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  An efficient and adaptive test of auditory mental imagery

Gelding, R. W., Harrison, P. M. C., Silas, S., Johnson, B. W., Thompson, W. F., & Müllensiefen, D. (2020). An efficient and adaptive test of auditory mental imagery. Psychological Research. doi:10.1007/s00426-020-01322-3.

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This article is licensed under a Creative Commons Attribution 4.0 International License, which permits use, sharing, adaptation, distribution and reproduction in any medium or format, as long as you give appropriate credit to the original author(s) and the source, provide a link to the Creative Commons licence, and indicate if changes were made. The images or other third party material in this article are included in the article's Creative Commons licence, unless indicated otherwise in a credit line to the material. If material is not included in the article's Creative Commons licence and your intended use is not permitted by statutory regulation or exceeds the permitted use, you will need to obtain permission directly from the copyright holder.

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 Creators:
Gelding, Rebecca W.1, Author
Harrison, Peter M. C.2, 3, Author              
Silas, Sebastian3, Author
Johnson, Blake W.1, Author
Thompson, William F.1, Author
Müllensiefen, Daniel3, Author
Affiliations:
1Department of Cognitive Science, Macquarie University, Sydney, Australia, ou_persistent22              
2School of Electronic Engineering and Computer Science, Queen Mary, University Of London, London, UK, ou_persistent22              
3Department of Psychology, Goldsmiths, University of London, London, UK, ou_persistent22              

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 Abstract: The ability to silently hear music in the mind has been argued to be fundamental to musicality. Objective measurements of this subjective imagery experience are needed if this link between imagery ability and musicality is to be investigated. However, previous tests of musical imagery either rely on self-report, rely on melodic memory, or do not cater in range of abilities. The Pitch Imagery Arrow Task (PIAT) was designed to address these shortcomings; however, it is impractically long. In this paper, we shorten the PIAT using adaptive testing and automatic item generation. We interrogate the cognitive processes underlying the PIAT through item response modelling. The result is an efficient online test of auditory mental imagery ability (adaptive Pitch Imagery Arrow Task: aPIAT) that takes 8 min to complete, is adaptive to participant’s individual ability, and so can be used to test participants with a range of musical backgrounds. Performance on the aPIAT showed positive moderate-to-strong correlations with measures of non-musical and musical working memory, self-reported musical training, and general musical sophistication. Ability on the task was best predicted by the ability to maintain and manipulate tones in mental imagery, as well as to resist perceptual biases that can lead to incorrect responses. As such, the aPIAT is the ideal tool in which to investigate the relationship between pitch imagery ability and musicality.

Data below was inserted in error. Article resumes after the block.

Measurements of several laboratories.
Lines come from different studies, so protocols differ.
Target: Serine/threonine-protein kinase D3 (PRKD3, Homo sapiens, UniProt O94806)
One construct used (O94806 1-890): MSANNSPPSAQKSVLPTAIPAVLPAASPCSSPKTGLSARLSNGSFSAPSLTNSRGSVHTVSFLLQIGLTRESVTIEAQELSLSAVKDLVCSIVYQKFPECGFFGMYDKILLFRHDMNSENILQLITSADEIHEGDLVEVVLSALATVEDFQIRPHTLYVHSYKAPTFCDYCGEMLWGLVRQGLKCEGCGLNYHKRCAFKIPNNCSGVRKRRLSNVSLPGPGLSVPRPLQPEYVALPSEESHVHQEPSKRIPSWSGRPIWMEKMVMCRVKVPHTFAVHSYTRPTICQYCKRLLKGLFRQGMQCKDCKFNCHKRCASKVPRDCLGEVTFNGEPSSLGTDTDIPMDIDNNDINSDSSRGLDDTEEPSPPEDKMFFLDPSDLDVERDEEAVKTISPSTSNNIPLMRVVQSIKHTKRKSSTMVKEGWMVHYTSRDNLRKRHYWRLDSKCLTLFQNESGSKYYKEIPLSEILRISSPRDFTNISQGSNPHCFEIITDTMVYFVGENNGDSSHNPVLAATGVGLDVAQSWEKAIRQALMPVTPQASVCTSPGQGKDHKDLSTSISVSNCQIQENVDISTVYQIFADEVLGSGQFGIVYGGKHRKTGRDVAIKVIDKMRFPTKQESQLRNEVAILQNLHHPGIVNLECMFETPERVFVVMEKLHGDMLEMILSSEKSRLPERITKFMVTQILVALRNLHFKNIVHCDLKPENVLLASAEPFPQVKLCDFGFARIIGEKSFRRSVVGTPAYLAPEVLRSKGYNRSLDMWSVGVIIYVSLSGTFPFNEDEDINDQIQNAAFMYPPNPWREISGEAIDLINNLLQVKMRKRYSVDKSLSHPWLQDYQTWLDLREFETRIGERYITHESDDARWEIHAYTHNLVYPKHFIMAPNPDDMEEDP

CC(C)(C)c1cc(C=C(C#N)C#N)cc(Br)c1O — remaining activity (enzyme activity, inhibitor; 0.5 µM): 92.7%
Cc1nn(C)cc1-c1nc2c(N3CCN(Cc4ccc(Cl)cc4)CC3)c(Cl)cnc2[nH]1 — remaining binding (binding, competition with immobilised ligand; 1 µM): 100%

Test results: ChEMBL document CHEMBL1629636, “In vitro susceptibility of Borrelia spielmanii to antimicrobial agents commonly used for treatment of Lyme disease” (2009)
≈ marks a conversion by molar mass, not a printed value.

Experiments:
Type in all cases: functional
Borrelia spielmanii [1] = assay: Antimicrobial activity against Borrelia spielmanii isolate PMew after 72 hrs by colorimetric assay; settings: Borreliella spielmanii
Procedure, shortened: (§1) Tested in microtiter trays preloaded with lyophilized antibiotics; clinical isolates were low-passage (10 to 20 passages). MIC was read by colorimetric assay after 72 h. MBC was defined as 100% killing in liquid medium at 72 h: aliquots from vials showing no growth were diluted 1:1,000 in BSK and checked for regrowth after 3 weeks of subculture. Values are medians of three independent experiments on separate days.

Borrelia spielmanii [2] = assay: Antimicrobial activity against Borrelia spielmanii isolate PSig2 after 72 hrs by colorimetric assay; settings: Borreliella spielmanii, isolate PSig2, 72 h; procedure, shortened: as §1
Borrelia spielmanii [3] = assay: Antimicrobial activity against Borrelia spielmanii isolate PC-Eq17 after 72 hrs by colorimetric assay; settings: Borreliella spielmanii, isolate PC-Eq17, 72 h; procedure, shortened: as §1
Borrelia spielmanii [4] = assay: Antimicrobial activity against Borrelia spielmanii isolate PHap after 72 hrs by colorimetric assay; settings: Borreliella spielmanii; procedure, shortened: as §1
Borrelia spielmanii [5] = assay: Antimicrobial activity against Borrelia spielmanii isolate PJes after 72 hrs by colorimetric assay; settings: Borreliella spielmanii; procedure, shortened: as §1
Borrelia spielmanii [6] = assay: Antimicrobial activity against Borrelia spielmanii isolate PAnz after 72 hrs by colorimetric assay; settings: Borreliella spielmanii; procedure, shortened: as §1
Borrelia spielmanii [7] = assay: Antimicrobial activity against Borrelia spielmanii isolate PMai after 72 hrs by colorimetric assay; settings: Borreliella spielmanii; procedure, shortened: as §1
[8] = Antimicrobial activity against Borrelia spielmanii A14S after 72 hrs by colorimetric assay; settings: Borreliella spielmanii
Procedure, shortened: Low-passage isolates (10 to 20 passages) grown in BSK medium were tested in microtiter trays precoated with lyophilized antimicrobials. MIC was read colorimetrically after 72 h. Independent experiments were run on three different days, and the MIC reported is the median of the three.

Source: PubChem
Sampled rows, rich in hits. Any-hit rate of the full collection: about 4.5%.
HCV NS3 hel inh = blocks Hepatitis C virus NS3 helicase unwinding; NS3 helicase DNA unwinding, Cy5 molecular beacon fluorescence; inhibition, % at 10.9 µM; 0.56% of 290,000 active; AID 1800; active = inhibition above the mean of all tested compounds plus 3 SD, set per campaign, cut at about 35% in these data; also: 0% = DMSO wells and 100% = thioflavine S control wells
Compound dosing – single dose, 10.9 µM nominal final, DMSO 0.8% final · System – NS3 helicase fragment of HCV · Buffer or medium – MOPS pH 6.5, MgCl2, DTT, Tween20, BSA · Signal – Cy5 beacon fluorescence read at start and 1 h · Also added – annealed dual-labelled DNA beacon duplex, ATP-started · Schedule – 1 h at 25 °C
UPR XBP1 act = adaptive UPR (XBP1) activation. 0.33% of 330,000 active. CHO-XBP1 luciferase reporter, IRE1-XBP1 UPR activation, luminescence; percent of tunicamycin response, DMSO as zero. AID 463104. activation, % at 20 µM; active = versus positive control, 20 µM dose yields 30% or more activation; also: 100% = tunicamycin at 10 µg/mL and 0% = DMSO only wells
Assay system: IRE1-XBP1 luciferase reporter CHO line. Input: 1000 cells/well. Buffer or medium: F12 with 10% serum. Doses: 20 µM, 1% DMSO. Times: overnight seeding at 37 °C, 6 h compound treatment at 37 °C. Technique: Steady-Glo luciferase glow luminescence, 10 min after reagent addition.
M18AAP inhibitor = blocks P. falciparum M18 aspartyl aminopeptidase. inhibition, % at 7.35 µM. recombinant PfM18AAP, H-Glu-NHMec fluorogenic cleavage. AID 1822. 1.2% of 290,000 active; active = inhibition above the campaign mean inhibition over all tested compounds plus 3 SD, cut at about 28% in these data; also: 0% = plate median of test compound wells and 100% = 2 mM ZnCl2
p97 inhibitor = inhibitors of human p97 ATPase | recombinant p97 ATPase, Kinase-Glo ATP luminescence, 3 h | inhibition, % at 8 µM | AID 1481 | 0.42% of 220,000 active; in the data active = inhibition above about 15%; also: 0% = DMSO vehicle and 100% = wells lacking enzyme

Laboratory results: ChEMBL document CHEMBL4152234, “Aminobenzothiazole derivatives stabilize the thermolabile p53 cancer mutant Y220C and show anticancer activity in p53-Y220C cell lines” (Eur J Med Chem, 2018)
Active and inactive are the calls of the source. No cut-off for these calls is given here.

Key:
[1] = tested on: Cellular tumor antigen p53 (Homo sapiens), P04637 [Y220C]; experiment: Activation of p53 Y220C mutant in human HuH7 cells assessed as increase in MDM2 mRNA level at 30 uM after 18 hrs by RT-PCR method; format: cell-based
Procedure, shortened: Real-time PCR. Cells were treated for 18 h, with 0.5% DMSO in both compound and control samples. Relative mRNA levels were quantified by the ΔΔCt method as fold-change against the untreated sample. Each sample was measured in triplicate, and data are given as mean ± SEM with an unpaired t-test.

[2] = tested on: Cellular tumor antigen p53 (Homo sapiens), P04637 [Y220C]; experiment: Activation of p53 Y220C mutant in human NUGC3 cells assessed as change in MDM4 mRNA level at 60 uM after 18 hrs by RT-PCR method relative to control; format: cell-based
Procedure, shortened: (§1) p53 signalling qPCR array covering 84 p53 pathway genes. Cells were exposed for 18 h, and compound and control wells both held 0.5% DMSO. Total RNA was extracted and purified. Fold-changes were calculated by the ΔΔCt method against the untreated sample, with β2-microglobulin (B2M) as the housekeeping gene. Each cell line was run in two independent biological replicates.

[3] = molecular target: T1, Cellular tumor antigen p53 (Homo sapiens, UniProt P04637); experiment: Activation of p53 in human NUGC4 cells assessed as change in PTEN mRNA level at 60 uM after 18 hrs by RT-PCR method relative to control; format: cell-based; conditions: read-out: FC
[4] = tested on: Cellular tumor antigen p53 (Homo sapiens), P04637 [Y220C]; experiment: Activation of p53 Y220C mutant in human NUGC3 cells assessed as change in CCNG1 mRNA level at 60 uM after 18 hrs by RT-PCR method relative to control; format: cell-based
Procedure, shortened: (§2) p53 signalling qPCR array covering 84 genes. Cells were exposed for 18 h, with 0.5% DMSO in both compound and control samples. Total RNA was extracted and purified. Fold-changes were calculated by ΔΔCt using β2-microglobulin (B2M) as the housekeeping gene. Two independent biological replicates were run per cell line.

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Language(s): eng - English
 Dates: 2019-08-172020-03-142020-04-30
 Publication Status: Published online
 Pages: -
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 Table of Contents: -
 Rev. Type: Peer
 Identifiers: DOI: 10.1007/s00426-020-01322-3
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Title: Psychological Research
Source Genre: Journal
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Publ. Info: Berlin : Springer-Verlag
Pages: - Volume / Issue: - Sequence Number: - Start / End Page: - Identifier: ISSN: 0340-0727
CoNE: https://pure.mpg.de/cone/journals/resource/954925518603_1